New Orleans' Carnival is justly famous around the world, but there’s more to Mardi Gras than its rowdy reputation. Debutante balls, elaborate float-making, and Christian traditions set the ball rolling for months of festive atmosphere leading up to Fat Tuesday—the day before Ash Wednesday and the beginning of Lent. You'll see the iconic French Quarter extravagantly decorated in purple, green, and gold, and find celebratory King Cake on most every bakery shelf. Of course, you’ll find your fair share of parties, as well.
Spirited locals dress up and parade down city streets every day for the two weeks preceding Mardi Gras. While costumes, floats, and festive bead-throwing mark any parade visit as a Mardi Gras highlight, we've compiled a few tips on how to best experience Fat Tuesday in the Big Easy, below.
Weekend Before Fat Tuesday
The best parades start on the Thursday night before Fat Tuesday. While tourists tend to stick to Bourbon Street, locally-organized parades proceed along St. Charles Avenue and Canal Street, on the upriver side of the French Quarter. The parades are led by organizations called Krewes, each with their own history and following. Don't miss the all-female Krewe of the Muses parade on Thursday night, the back-to-back Hermes and D'État parades on Saturday night, and the celebrity-led Bacchus parade on Sunday.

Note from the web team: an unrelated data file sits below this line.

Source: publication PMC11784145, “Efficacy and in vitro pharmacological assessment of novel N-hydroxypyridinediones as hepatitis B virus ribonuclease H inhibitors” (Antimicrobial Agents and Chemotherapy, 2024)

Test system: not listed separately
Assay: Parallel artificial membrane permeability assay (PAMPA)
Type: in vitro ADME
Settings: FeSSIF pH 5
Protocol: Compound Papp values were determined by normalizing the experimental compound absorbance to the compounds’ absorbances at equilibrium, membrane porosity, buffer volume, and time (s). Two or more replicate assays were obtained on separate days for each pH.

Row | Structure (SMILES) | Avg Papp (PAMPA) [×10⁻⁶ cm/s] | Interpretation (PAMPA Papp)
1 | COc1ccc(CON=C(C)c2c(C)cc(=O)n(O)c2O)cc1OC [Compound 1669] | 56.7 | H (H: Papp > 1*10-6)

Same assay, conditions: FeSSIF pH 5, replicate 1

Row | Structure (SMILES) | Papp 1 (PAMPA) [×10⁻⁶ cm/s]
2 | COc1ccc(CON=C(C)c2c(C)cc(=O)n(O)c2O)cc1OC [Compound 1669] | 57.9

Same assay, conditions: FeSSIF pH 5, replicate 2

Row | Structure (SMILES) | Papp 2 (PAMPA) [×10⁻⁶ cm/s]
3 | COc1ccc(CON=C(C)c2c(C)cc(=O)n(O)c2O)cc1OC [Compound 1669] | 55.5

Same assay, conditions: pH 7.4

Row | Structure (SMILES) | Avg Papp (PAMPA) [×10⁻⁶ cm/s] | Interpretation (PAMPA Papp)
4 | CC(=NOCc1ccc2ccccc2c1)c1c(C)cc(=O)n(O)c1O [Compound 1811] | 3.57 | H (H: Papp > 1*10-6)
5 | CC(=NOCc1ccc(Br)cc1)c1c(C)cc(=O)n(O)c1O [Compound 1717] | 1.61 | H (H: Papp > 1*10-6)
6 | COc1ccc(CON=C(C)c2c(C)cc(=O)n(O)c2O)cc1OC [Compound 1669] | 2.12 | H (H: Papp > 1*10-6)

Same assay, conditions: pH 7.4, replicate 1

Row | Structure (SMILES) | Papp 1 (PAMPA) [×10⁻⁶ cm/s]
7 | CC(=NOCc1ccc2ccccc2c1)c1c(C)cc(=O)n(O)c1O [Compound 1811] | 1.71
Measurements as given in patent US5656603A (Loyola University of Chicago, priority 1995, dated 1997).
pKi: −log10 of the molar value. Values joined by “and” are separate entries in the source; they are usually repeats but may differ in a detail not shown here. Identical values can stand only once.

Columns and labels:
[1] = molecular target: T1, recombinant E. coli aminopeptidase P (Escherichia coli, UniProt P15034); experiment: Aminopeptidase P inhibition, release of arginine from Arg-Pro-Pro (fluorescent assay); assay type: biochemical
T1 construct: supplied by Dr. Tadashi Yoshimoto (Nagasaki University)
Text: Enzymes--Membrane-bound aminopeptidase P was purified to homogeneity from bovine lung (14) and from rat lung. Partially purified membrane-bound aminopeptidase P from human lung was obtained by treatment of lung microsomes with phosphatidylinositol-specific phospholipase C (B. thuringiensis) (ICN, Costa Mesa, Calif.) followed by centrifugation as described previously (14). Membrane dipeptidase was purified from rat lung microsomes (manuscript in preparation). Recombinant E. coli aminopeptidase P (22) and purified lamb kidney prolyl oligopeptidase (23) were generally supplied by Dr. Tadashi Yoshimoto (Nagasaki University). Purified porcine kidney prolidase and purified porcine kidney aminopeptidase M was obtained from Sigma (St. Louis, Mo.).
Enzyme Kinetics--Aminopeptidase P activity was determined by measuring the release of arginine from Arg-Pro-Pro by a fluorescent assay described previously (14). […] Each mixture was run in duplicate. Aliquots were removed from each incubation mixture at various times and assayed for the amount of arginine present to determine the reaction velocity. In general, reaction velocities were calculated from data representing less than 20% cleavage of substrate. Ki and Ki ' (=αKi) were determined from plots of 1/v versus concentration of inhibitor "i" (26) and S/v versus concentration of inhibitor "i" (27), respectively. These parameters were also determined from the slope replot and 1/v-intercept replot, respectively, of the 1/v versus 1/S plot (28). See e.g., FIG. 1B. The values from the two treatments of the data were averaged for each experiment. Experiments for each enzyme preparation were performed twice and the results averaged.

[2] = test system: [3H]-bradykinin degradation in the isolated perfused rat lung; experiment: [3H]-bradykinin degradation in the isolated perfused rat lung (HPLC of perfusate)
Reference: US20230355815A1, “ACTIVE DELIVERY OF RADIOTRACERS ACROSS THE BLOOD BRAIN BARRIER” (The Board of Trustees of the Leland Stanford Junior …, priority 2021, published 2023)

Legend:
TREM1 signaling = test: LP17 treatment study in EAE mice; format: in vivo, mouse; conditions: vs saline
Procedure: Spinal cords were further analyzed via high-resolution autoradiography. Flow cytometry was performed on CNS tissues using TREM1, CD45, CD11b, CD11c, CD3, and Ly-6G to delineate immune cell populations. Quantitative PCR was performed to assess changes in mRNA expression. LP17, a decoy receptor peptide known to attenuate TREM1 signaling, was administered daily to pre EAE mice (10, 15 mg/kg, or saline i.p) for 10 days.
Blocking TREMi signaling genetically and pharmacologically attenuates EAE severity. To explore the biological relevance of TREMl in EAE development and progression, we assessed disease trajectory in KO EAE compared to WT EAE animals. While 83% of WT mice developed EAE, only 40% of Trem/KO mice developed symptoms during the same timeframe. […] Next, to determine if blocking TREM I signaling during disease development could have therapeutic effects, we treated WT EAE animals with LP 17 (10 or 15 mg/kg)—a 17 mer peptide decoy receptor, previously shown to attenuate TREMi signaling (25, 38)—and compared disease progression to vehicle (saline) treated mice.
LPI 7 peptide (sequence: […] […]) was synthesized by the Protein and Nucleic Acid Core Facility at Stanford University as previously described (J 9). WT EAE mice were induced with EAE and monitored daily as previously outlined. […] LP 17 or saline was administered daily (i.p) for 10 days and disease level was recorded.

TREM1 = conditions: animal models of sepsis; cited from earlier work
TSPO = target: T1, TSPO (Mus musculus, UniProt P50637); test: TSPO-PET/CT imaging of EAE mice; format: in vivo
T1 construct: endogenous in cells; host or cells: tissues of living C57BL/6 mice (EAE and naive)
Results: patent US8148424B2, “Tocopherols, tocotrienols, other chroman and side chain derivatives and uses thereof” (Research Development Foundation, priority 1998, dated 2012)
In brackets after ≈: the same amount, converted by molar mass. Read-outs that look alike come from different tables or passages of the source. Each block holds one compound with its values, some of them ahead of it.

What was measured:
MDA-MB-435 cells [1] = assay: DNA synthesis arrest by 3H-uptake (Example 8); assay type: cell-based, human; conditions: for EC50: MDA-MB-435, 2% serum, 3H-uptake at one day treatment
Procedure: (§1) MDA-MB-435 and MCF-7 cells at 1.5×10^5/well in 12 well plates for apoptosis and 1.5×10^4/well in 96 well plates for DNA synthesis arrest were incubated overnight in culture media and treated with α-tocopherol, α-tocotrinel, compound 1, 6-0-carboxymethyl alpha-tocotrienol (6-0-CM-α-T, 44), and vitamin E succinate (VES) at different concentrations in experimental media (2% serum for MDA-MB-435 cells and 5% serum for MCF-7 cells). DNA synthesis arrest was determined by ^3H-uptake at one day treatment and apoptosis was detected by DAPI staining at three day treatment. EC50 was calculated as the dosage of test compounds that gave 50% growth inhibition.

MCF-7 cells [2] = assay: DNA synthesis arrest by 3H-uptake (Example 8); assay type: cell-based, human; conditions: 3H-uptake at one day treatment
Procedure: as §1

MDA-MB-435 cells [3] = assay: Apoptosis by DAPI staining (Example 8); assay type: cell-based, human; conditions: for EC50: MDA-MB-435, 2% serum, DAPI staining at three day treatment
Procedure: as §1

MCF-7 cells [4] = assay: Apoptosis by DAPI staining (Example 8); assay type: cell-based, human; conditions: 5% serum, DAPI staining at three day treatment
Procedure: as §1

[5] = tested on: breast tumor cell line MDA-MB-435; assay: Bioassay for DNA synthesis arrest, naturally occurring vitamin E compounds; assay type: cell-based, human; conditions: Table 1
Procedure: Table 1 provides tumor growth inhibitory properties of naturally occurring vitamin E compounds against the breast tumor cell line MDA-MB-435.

While the population of the city doubles the weekend before Mardi Gras, you can guarantee yourself a spot above the crowds with exclusive Viator access to premium viewing stands, available during your parade of choice.
Otherwise known as Fat Monday, Lundi Gras is the penultimate series of parades, marked by the oldest and most influential Krewe leaders arriving to Canal Street by boat. With the upgraded Viator VIP Mardi Gras package, you'll find yourself in a costume and on a float, throwing out beads at the musical Krewe of Orpheus parade—an unforgettable New Orleans experience.
Check out the Zulu and Rex parades, or join in on the fun yourself. With the four-day Viator VIP Mardi Gras experience, you'll parade through the French Quarter on the most famous day of the season, and reward your bead-throwing abilities with a traditional New Orleans lunch on a private Bourbon Street balcony.